Planting season is a few months away, but we know there’s still tons to be done to get ready for your next planting project. We also know maintenance is a must, so we got chatting to our Regional Advisors to get some thoughts on how to keep your young native trees and recent plantings in tip-top shape over the late summer and autumn months.
With a bit of warmth and a fair share of rain in some regions this summer, you’ll be seeing phenomenal weed growth. Engelbert Humperdinck said it best when he sang "please release me, let me go” — or in this case, grow! Releasing is the chore nobody loves, but it’s essential for tree survival.
Damage from animals can put your trees at serious risk; you might end up with happy sheep, but you surely won’t have happy seedlings. If you have grazing animals excluded by fencing, or rabbit-proof fencing protecting your plantings, it’s a good time to look for gaps and make any repairs that are necessary.
Keep an eye on plastic guards
This summer, some areas in NZ have been hot and dry enough that plastic guards may be mini hothouses which could be cooking your plants. However, guards can still be useful in reducing wind on exposed sites, deterring rabbits and hares, and with accompanying weed matting, may help limit aggressive weed growth. Therefore, it’s a good idea to keep a close eye on plants with plastic guards. Your guards may also need removing if you want to re-use them this winter, or where your plants are outgrowing them.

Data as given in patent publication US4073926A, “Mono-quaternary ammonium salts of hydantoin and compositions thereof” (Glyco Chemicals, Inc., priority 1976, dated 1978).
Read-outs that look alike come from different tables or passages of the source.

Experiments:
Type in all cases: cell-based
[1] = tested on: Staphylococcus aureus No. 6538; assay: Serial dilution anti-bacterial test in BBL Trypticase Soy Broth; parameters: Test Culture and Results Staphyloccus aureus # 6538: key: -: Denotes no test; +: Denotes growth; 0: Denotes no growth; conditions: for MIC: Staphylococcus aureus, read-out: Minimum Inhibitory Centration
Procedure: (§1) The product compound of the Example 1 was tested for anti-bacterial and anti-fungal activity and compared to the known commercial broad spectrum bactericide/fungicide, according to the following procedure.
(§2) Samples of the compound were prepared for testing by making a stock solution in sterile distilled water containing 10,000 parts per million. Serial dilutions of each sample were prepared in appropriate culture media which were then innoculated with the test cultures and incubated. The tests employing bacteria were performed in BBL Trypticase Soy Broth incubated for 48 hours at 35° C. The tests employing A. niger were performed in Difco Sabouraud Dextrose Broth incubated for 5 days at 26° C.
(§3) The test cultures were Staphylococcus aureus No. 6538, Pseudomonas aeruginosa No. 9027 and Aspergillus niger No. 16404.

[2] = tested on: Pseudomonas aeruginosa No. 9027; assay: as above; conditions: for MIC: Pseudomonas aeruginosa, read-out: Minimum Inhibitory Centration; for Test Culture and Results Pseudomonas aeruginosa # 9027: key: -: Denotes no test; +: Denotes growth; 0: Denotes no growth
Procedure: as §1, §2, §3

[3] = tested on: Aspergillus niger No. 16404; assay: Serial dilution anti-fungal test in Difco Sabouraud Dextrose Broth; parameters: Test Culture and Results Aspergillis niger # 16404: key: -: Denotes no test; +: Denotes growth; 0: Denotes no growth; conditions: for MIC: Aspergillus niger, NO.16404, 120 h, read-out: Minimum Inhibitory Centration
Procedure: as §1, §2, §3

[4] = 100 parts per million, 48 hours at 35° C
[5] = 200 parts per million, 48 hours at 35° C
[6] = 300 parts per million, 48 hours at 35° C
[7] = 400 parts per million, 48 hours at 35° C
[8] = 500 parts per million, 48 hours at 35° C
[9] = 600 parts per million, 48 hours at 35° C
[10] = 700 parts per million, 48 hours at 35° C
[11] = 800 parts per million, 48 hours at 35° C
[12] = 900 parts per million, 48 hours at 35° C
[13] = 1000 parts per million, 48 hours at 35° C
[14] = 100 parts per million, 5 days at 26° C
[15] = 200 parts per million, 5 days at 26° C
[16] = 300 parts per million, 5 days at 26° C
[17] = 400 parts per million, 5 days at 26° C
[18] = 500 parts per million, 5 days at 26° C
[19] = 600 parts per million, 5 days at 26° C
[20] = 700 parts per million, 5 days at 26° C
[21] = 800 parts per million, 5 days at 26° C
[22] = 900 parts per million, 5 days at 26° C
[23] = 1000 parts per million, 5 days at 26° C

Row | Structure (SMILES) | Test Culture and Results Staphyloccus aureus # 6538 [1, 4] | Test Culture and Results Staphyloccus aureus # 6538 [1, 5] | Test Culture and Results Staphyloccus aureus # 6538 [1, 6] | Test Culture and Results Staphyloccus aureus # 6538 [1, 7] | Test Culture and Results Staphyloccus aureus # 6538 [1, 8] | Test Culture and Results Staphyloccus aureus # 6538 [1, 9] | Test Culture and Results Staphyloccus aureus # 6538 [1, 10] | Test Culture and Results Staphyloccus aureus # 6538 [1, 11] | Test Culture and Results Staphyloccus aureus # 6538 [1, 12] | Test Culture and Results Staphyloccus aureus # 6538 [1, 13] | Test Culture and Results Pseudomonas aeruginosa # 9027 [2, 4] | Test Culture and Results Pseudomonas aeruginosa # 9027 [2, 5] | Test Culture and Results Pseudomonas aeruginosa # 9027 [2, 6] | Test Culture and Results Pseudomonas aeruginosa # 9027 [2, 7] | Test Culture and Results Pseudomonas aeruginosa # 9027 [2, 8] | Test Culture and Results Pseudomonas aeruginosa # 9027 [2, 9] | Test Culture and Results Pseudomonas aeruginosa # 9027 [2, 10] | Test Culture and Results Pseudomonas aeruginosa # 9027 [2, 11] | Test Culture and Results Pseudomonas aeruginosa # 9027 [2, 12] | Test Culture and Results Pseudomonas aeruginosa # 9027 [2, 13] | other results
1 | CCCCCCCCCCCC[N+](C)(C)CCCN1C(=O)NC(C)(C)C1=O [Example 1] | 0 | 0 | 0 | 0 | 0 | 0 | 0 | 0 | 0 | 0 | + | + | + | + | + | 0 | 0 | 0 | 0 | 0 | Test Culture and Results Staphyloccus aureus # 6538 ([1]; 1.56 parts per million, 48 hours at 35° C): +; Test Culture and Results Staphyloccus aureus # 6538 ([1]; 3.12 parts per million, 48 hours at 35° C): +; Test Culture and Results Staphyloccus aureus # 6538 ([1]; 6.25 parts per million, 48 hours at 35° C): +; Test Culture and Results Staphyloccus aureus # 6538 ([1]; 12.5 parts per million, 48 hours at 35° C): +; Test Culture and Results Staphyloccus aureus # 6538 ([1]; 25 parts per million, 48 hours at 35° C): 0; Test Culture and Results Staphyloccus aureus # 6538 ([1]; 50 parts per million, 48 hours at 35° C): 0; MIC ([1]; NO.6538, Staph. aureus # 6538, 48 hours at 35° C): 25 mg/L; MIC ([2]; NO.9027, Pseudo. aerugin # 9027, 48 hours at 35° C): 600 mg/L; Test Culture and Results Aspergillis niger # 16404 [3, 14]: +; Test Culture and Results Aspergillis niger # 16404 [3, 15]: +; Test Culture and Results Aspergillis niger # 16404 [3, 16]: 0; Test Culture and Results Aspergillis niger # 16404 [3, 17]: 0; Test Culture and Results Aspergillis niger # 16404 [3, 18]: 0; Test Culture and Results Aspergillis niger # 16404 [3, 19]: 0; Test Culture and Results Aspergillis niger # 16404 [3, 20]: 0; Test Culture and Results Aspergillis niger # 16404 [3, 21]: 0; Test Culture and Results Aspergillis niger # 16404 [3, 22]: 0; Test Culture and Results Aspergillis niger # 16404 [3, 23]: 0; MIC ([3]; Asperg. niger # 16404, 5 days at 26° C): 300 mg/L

Prep for planting season
Review your plan and site preparation for any projects you’ve got lined up. When it comes to next summer, you’ll be glad you got these steps right as it will ease your weeding burden come spring. It’s also a good opportunity to assess the effectiveness of your previous plantings to see which species are growing best, and if weed mats, plant guards, and staking are helping in the success of your natives. If they aren’t working, then perhaps it’s time to consider other species and methods for next season.
Check in with your local nursery
It’s a good time to check in with your local nursery and see that everything’s on track for your eco-sourced native trees for the coming season. If you fancy a five finger, crave a kānuka, or are lusting after a lacebark, now’s the time to see if what you want is available, or seek advice on alternatives.
For any problems that you’re not sure how to tackle, our Regional Advisors are always on hand to give specialist advice. Give them a call or flick them an email at the links below.
Northland: Paul Quinlan
Bay of Plenty: Wayne O’Keefe
East Coast: Stephanie Gardener
Hawke’s Bay: Troy Duncan
Taranaki: Sian Potier
Manawatu/Whanganui: Lisa Clapcott
West Coast: Martin Abel
Canterbury: Scott Butcher
Otago: Paul Pope